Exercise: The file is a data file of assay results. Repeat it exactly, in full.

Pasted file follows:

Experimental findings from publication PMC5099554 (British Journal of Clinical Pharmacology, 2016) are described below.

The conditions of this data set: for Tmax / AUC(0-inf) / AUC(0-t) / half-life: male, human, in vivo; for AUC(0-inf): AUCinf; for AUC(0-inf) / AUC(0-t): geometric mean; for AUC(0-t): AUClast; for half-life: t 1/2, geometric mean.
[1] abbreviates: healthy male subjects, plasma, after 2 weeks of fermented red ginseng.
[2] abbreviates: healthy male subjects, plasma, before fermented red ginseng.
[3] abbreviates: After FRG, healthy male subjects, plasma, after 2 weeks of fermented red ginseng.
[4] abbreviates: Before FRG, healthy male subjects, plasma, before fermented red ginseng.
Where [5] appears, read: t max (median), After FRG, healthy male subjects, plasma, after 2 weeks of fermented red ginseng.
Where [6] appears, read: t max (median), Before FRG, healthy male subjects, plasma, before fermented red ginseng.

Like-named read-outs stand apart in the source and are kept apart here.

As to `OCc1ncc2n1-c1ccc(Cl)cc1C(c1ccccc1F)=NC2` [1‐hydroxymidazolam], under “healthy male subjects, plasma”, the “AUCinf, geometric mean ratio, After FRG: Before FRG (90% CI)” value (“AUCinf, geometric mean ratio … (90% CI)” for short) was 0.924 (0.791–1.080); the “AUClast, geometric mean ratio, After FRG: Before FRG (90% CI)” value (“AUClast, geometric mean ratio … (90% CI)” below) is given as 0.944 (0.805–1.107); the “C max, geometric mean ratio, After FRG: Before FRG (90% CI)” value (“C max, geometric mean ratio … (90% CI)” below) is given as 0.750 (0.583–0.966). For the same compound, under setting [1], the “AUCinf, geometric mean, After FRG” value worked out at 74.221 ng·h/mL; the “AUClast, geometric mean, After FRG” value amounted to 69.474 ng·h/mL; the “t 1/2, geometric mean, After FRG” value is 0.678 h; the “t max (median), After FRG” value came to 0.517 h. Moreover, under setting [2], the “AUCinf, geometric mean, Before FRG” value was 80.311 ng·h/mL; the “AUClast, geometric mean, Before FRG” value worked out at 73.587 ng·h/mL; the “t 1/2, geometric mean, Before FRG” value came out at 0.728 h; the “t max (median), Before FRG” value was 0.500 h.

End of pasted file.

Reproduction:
Experimental findings from publication PMC5099554 (British Journal of Clinical Pharmacology, 2016) are described below.

The conditions of this data set: for Tmax / AUC(0-inf) / AUC(0-t) / half-life: male, human, in vivo; for AUC(0-inf): AUCinf; for AUC(0-inf) / AUC(0-t): geometric mean; for AUC(0-t): AUClast; for half-life: t 1/2, geometric mean.
[1] abbreviates: healthy male subjects, plasma, after 2 weeks of fermented red ginseng.
[2] abbreviates: healthy male subjects, plasma, before fermented red ginseng.
[3] abbreviates: After FRG, healthy male subjects, plasma, after 2 weeks of fermented red ginseng.
[4] abbreviates: Before FRG, healthy male subjects, plasma, before fermented red ginseng.
Where [5] appears, read: t max (median), After FRG, healthy male subjects, plasma, after 2 weeks of fermented red ginseng.
Where [6] appears, read: t max (median), Before FRG, healthy male subjects, plasma, before fermented red ginseng.

Like-named read-outs stand apart in the source and are kept apart here.

As to `OCc1ncc2n1-c1ccc(Cl)cc1C(c1ccccc1F)=NC2` [1‐hydroxymidazolam], under “healthy male subjects, plasma”, the “AUCinf, geometric mean ratio, After FRG: Before FRG (90% CI)” value (“AUCinf, geometric mean ratio … (90% CI)” for short) was 0.924 (0.791–1.080); the “AUClast, geometric mean ratio, After FRG: Before FRG (90% CI)” value (“AUClast, geometric mean ratio … (90% CI)” below) is given as 0.944 (0.805–1.107); the “C max, geometric mean ratio, After FRG: Before FRG (90% CI)” value (“C max, geometric mean ratio … (90% CI)” below) is given as 0.750 (0.583–0.966). For the same compound, under setting [1], the “AUCinf, geometric mean, After FRG” value worked out at 74.221 ng·h/mL; the “AUClast, geometric mean, After FRG” value amounted to 69.474 ng·h/mL; the “t 1/2, geometric mean, After FRG” value is 0.678 h; the “t max (median), After FRG” value came to 0.517 h. Moreover, under setting [2], the “AUCinf, geometric mean, Before FRG” value was 80.311 ng·h/mL; the “AUClast, geometric mean, Before FRG” value worked out at 73.587 ng·h/mL; the “t 1/2, geometric mean, Before FRG” value came out at 0.728 h; the “t max (median), Before FRG” value was 0.500 h.